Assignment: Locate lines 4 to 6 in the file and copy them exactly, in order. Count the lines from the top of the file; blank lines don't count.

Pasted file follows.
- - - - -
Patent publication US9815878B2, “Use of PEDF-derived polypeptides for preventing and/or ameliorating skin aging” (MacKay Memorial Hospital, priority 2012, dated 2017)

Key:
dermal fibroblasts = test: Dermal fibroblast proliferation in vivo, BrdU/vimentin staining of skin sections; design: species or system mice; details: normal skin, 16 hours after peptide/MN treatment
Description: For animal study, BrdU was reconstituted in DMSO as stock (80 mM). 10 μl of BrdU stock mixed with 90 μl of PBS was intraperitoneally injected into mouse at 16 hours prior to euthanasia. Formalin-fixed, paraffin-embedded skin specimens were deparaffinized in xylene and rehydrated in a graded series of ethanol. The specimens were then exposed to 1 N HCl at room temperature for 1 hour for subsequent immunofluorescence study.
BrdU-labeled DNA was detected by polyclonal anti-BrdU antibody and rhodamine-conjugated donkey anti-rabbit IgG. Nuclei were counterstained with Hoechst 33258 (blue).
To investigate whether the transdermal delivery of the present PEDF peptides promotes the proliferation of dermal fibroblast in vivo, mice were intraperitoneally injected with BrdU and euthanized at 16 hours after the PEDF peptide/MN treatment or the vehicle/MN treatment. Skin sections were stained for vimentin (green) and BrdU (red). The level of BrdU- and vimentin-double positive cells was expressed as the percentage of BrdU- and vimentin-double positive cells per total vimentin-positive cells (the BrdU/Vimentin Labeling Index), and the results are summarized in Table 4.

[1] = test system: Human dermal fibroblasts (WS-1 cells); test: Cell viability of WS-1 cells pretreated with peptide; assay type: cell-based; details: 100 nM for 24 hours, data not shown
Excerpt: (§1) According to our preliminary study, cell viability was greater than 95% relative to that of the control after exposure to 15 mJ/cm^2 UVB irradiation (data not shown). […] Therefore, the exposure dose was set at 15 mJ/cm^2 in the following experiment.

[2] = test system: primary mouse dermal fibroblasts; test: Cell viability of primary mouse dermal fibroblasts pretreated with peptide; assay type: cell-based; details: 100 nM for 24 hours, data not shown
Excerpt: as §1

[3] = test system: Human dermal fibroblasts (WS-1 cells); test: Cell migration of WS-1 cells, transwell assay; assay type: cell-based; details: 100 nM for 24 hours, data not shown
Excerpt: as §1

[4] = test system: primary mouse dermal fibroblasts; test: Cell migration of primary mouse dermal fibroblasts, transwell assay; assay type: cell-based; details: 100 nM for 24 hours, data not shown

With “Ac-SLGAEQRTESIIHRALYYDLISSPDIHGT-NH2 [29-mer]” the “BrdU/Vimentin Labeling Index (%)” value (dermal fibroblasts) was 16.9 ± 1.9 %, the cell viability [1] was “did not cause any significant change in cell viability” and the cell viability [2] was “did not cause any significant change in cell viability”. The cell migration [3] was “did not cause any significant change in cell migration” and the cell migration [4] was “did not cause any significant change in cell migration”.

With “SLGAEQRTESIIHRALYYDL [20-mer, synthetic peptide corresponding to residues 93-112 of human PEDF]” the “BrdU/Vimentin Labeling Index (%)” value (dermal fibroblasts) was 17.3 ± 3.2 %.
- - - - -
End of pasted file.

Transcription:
Description: For animal study, BrdU was reconstituted in DMSO as stock (80 mM). 10 μl of BrdU stock mixed with 90 μl of PBS was intraperitoneally injected into mouse at 16 hours prior to euthanasia. Formalin-fixed, paraffin-embedded skin specimens were deparaffinized in xylene and rehydrated in a graded series of ethanol. The specimens were then exposed to 1 N HCl at room temperature for 1 hour for subsequent immunofluorescence study.
BrdU-labeled DNA was detected by polyclonal anti-BrdU antibody and rhodamine-conjugated donkey anti-rabbit IgG. Nuclei were counterstained with Hoechst 33258 (blue).
To investigate whether the transdermal delivery of the present PEDF peptides promotes the proliferation of dermal fibroblast in vivo, mice were intraperitoneally injected with BrdU and euthanized at 16 hours after the PEDF peptide/MN treatment or the vehicle/MN treatment. Skin sections were stained for vimentin (green) and BrdU (red). The level of BrdU- and vimentin-double positive cells was expressed as the percentage of BrdU- and vimentin-double positive cells per total vimentin-positive cells (the BrdU/Vimentin Labeling Index), and the results are summarized in Table 4.